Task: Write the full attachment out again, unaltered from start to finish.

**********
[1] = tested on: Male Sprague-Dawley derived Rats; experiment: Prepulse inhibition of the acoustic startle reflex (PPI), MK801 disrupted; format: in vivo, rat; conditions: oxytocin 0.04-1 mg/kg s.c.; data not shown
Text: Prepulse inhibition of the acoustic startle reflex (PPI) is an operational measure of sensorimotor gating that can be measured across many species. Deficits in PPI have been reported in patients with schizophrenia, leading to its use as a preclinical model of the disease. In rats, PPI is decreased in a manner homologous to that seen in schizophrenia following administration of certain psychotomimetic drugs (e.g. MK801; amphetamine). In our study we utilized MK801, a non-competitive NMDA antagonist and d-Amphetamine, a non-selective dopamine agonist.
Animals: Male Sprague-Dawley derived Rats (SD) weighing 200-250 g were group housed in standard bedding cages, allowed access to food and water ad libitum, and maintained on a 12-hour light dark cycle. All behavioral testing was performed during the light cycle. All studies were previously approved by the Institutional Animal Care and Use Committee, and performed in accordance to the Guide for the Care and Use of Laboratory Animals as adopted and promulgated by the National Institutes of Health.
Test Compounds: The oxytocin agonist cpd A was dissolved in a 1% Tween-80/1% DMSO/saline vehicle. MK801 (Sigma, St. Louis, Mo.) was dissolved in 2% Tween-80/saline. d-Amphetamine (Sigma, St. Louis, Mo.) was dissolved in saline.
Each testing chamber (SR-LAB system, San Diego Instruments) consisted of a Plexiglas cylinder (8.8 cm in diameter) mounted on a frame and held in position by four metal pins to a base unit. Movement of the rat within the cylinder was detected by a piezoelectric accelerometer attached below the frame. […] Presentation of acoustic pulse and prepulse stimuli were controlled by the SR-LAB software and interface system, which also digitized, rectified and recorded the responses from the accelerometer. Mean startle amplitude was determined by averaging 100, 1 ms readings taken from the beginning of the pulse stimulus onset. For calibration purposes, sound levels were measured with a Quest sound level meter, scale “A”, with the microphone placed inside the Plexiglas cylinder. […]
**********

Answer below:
[1] = tested on: Male Sprague-Dawley derived Rats; experiment: Prepulse inhibition of the acoustic startle reflex (PPI), MK801 disrupted; format: in vivo, rat; conditions: oxytocin 0.04-1 mg/kg s.c.; data not shown
Text: Prepulse inhibition of the acoustic startle reflex (PPI) is an operational measure of sensorimotor gating that can be measured across many species. Deficits in PPI have been reported in patients with schizophrenia, leading to its use as a preclinical model of the disease. In rats, PPI is decreased in a manner homologous to that seen in schizophrenia following administration of certain psychotomimetic drugs (e.g. MK801; amphetamine). In our study we utilized MK801, a non-competitive NMDA antagonist and d-Amphetamine, a non-selective dopamine agonist.
Animals: Male Sprague-Dawley derived Rats (SD) weighing 200-250 g were group housed in standard bedding cages, allowed access to food and water ad libitum, and maintained on a 12-hour light dark cycle. All behavioral testing was performed during the light cycle. All studies were previously approved by the Institutional Animal Care and Use Committee, and performed in accordance to the Guide for the Care and Use of Laboratory Animals as adopted and promulgated by the National Institutes of Health.
Test Compounds: The oxytocin agonist cpd A was dissolved in a 1% Tween-80/1% DMSO/saline vehicle. MK801 (Sigma, St. Louis, Mo.) was dissolved in 2% Tween-80/saline. d-Amphetamine (Sigma, St. Louis, Mo.) was dissolved in saline.
Each testing chamber (SR-LAB system, San Diego Instruments) consisted of a Plexiglas cylinder (8.8 cm in diameter) mounted on a frame and held in position by four metal pins to a base unit. Movement of the rat within the cylinder was detected by a piezoelectric accelerometer attached below the frame. […] Presentation of acoustic pulse and prepulse stimuli were controlled by the SR-LAB software and interface system, which also digitized, rectified and recorded the responses from the accelerometer. Mean startle amplitude was determined by averaging 100, 1 ms readings taken from the beginning of the pulse stimulus onset. For calibration purposes, sound levels were measured with a Quest sound level meter, scale “A”, with the microphone placed inside the Plexiglas cylinder. […]